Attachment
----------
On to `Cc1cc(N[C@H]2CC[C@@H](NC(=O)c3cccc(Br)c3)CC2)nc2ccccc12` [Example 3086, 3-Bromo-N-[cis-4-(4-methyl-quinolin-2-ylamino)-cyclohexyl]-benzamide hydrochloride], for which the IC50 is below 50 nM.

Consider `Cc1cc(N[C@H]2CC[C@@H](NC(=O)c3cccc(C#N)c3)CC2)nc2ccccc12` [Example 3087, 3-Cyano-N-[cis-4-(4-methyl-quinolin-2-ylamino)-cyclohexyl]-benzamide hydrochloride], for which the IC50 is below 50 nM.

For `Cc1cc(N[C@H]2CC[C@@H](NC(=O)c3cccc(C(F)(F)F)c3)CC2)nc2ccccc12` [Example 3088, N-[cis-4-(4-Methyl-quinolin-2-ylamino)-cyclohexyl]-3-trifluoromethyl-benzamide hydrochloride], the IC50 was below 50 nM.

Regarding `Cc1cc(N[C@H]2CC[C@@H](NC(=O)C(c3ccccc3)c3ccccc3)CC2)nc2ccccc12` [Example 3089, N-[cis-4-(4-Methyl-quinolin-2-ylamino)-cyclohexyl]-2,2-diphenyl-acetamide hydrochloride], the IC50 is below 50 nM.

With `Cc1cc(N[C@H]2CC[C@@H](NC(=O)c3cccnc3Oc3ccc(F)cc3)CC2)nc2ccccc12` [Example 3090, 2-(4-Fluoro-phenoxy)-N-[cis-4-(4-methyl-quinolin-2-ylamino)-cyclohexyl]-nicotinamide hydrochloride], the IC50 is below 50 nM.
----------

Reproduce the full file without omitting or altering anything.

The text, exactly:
On to `Cc1cc(N[C@H]2CC[C@@H](NC(=O)c3cccc(Br)c3)CC2)nc2ccccc12` [Example 3086, 3-Bromo-N-[cis-4-(4-methyl-quinolin-2-ylamino)-cyclohexyl]-benzamide hydrochloride], for which the IC50 is below 50 nM.

Consider `Cc1cc(N[C@H]2CC[C@@H](NC(=O)c3cccc(C#N)c3)CC2)nc2ccccc12` [Example 3087, 3-Cyano-N-[cis-4-(4-methyl-quinolin-2-ylamino)-cyclohexyl]-benzamide hydrochloride], for which the IC50 is below 50 nM.

For `Cc1cc(N[C@H]2CC[C@@H](NC(=O)c3cccc(C(F)(F)F)c3)CC2)nc2ccccc12` [Example 3088, N-[cis-4-(4-Methyl-quinolin-2-ylamino)-cyclohexyl]-3-trifluoromethyl-benzamide hydrochloride], the IC50 was below 50 nM.

Regarding `Cc1cc(N[C@H]2CC[C@@H](NC(=O)C(c3ccccc3)c3ccccc3)CC2)nc2ccccc12` [Example 3089, N-[cis-4-(4-Methyl-quinolin-2-ylamino)-cyclohexyl]-2,2-diphenyl-acetamide hydrochloride], the IC50 is below 50 nM.

With `Cc1cc(N[C@H]2CC[C@@H](NC(=O)c3cccnc3Oc3ccc(F)cc3)CC2)nc2ccccc12` [Example 3090, 2-(4-Fluoro-phenoxy)-N-[cis-4-(4-methyl-quinolin-2-ylamino)-cyclohexyl]-nicotinamide hydrochloride], the IC50 is below 50 nM.